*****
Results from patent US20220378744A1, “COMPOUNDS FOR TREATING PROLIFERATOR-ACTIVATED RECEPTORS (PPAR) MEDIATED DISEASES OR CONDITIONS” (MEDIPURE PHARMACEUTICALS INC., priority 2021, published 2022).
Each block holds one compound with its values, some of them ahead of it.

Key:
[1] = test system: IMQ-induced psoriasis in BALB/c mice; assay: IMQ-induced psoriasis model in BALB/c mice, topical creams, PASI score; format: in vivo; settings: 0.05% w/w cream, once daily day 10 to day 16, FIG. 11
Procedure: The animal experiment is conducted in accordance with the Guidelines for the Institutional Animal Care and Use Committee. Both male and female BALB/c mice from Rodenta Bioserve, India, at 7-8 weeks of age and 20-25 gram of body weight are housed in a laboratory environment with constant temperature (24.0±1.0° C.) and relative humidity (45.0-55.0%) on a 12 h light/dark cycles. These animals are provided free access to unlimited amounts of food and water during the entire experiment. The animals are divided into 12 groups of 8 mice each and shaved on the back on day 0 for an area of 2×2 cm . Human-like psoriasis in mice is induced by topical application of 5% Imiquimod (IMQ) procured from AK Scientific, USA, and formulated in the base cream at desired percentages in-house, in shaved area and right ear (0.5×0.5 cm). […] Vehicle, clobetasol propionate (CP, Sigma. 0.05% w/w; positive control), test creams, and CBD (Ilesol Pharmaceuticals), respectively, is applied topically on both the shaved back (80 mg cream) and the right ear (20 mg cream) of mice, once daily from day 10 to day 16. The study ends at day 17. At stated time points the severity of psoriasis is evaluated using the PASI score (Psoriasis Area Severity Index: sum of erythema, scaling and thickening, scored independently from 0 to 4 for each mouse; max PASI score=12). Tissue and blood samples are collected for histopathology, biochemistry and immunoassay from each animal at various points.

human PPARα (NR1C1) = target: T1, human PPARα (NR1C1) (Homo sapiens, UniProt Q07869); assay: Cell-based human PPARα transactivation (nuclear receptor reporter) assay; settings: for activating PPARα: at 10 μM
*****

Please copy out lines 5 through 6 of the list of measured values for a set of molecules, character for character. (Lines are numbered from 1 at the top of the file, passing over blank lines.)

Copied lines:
Procedure: The animal experiment is conducted in accordance with the Guidelines for the Institutional Animal Care and Use Committee. Both male and female BALB/c mice from Rodenta Bioserve, India, at 7-8 weeks of age and 20-25 gram of body weight are housed in a laboratory environment with constant temperature (24.0±1.0° C.) and relative humidity (45.0-55.0%) on a 12 h light/dark cycles. These animals are provided free access to unlimited amounts of food and water during the entire experiment. The animals are divided into 12 groups of 8 mice each and shaved on the back on day 0 for an area of 2×2 cm . Human-like psoriasis in mice is induced by topical application of 5% Imiquimod (IMQ) procured from AK Scientific, USA, and formulated in the base cream at desired percentages in-house, in shaved area and right ear (0.5×0.5 cm). […] Vehicle, clobetasol propionate (CP, Sigma. 0.05% w/w; positive control), test creams, and CBD (Ilesol Pharmaceuticals), respectively, is applied topically on both the shaved back (80 mg cream) and the right ear (20 mg cream) of mice, once daily from day 10 to day 16. The study ends at day 17. At stated time points the severity of psoriasis is evaluated using the PASI score (Psoriasis Area Severity Index: sum of erythema, scaling and thickening, scored independently from 0 to 4 for each mouse; max PASI score=12). Tissue and blood samples are collected for histopathology, biochemistry and immunoassay from each animal at various points.

human PPARα (NR1C1) = target: T1, human PPARα (NR1C1) (Homo sapiens, UniProt Q07869); assay: Cell-based human PPARα transactivation (nuclear receptor reporter) assay; settings: for activating PPARα: at 10 μM